This project is one of three current projects we’re doing on fair use and creativity. One of them is international and one of them deals with media literacy; this one deals with online video. And all three of those are areas where we saw opportunities to act for specific creative communities to make a difference in making copyright law help freedom of expression instead of hindering it.

Peter Jaszi: I’ve been a copyright lawyer for a long time. Over the years, I’ve come to the conclusion that creators couldn’t look to the legislature or courts for solutions to their copyright problems. The law already contains plenty of doctrine that is designed to work in favor of active creators. It’s really their responsibility, with a little help from others, to take advantage of what’s already there. And what’s on the top of that list, and what’s very underutilized, is fair use.

With this research project, after looking at all these videos, what would you say was your major finding? What surprised you?

Jaszi: What I think was the major finding was that in all the categories of online video that we identified, there were many examples of candidates for being considered as fair use. I didn’t know what we would find. I knew there would be certain uses such as parody and comedy that would be obvious fair use candidates, but I was struck by the breadth and diversity of potential fair usage that was taking place in this new creative space.

Aufderheide: I agree that the biggest surprise was finding so much material out on the Internet that could be endangered by anti-piracy practices that don’t take aggressive efforts to be sensitive to fair use.

Jaszi: That’s what makes the study especially timely. For a while, these practices were more or less under the radar as far as large copyright holders are concerned. But that has changed now. That’s changed primarily because of online video practices like the reposting of last night’s television program so it can be watched this morning — what we call the “DVR to the world.” That’s clearly what has drawn Viacom into the fray. But the solutions that are being discussed that involve automated filtering are solutions that put these [fair use] creative practices at risk.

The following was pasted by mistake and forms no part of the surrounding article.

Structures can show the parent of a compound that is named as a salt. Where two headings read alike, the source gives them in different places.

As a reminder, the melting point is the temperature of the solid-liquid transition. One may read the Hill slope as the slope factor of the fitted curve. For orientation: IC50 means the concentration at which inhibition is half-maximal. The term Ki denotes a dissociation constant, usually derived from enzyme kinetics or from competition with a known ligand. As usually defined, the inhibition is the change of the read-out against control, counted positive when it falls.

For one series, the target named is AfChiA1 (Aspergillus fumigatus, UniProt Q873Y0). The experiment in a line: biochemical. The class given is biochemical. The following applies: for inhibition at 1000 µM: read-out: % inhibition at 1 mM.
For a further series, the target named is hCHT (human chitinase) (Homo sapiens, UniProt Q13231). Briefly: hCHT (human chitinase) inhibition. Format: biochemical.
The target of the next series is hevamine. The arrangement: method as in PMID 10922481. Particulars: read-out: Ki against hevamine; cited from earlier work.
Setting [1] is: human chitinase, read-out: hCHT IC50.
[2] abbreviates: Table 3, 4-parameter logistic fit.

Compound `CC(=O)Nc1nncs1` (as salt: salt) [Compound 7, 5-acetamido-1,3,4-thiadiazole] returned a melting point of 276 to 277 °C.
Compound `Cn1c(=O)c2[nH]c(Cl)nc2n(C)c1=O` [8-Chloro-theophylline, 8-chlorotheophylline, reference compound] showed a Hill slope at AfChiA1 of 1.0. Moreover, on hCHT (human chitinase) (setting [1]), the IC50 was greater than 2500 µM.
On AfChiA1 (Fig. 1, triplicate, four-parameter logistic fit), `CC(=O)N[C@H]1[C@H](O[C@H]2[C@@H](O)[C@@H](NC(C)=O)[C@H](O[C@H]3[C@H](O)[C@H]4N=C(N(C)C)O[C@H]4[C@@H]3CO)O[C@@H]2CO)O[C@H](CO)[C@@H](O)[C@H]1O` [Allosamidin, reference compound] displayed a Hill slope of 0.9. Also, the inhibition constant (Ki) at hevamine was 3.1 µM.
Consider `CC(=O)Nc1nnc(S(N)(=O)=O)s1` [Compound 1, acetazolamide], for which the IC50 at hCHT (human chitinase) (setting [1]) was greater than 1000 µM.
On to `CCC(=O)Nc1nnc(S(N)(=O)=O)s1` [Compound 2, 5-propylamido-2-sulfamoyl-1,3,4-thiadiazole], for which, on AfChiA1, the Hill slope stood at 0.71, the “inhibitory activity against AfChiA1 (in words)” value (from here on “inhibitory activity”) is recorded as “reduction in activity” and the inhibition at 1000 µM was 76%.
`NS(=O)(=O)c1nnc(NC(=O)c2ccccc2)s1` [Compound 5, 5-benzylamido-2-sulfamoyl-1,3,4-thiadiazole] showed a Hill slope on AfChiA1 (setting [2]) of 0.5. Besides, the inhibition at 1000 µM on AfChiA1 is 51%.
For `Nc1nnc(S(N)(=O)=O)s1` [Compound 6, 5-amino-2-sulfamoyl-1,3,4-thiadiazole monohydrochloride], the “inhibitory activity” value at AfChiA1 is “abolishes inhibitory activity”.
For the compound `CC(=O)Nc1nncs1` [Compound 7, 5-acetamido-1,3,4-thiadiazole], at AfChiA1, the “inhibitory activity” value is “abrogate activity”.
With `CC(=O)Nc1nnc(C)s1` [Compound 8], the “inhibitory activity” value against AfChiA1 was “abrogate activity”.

Aufderheide: It’s a targeted study to make clear that something is at risk and something is at stake. People think that are either putting up personal documentation of some kind — like Junior’s birthday party video — or they are basically stealing by putting up something for everyone to see without taking into consideration the business that’s involved — and without adding any value. The study shows that there’s a lot of things out there, and it doesn’t matter if it’s good, bad, indifferent, insulting or just plain stupid. It is some kind of creative effort, people have gone to the trouble of making something new, often from something existing.

One of the things we noted was the enthusiasm to which people are seizing upon the ability to quote popular culture. It’s expressing a hunger to participate in what for the entire 20th century was mass media delivered to you as a consumer. And it’s a statement about how exciting it is to make and build things and not just to consume them.

Peter, can you explain the “transformative” part of fair use? That was brought up in the study many times, so I’m curious if you can explain what that means.

Jaszi: About 20 years ago, a big shift tooks place that reached its first major fruition in 1994, when the Supreme Court decided the 2 Live Crew case. The Court said that these four factors were important, but there’s one big question to ask to find out if it’s fair use, and it will drive how you do the analysis under the four factors. And that basic question was, “Is the use a transformative one?”

The courts have ruled that a use can be transformative even if it’s a recontextualization. There’s a recent case about a book publisher who was publishing a book about the career of the Grateful Dead and they were trying to get permission to use some of the Fillmore auditorium poster art. They couldn’t make a deal with the copyright owners and used the material anyway. The court said this was an obvious fair use because the posters were originally used to sell tickets, and they may have a secondary use as wall posters, but here it’s being used in the historical narrative. This is value added and repurposing.

Aufderheide: One of the good things that the report does is to remind people that what they might think of being trivial or silly like “Dramatic Chipmunk” [see below] is a legitimate production, and that the First Amendment doesn’t only protect serious and meaningful works for freedom of expression.

Jaszi: The other thing that is interesting to me is that if you go back to see what is written about new media in the era when they start out, if you look at what is written about the novel in the 17th century, or what people wrote about motion pictures in the 1890s, an awful lot of what was written was that “This is crude, baseless, and trivial” compared to the dominant medium of that moment, which would have been poetry or stage plays. And it could very well have been true. So it might have been deficient at the time but look what happened later. Things in their infancy are particularly fragile, particularly worthy of preservation.